At a news conference at the Rainbow/PUSH coalition, Jackson said homeowners should be given the same opportunity to re-organize their debts as the American auto industry.
"They want to work and pay, but they need a loan restructure," Jackson said.
One homeowner is Minnie Christmas, who refinanced her home on 93rd Street four years ago, and thought she was getting a 30 year fixed loan. She soon realized it was adjustable and the payments began to spiral out of control.
"Each payment was higher and higher every six months," Christmas said. "I couldn't believe it. I said, 'This is wrong.'"
She's not alone. In the last year, foreclosures in Illinois are up 72 percent.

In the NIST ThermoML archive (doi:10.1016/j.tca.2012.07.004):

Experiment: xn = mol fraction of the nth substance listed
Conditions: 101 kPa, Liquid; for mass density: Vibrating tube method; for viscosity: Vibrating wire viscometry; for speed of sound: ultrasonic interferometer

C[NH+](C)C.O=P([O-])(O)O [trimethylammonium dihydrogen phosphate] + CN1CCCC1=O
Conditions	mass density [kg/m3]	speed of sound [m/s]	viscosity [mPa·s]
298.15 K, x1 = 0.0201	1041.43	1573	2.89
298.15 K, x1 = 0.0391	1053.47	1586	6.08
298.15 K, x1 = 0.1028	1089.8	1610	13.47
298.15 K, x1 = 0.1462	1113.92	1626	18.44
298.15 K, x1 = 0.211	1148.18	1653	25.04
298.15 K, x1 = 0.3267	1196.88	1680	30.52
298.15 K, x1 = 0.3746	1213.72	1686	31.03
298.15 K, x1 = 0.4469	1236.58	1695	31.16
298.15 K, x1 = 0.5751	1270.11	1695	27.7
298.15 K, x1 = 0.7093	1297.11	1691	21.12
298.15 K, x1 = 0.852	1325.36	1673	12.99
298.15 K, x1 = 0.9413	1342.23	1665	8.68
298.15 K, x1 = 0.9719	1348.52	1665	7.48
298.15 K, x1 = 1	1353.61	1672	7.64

But because her mortgage was through Countrywide, it was included in the settlement with Madigan's office.
"The modifications here in the state of Illinois should reach at least 21,000 people. We should have thousands of people who are able to stay in their homes," Madigan said.
Today, Christmas has a newly renegotiated mortgage and a fresh start on her home.
Madigan advised homeowners to be on the lookout for firms offering to save home from foreclosure for an upfront fee. She said that many may just take the money and do nothing in return.